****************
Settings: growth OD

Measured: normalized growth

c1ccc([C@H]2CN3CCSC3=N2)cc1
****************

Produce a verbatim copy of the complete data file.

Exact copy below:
Settings: growth OD

Measured: normalized growth

c1ccc([C@H]2CN3CCSC3=N2)cc1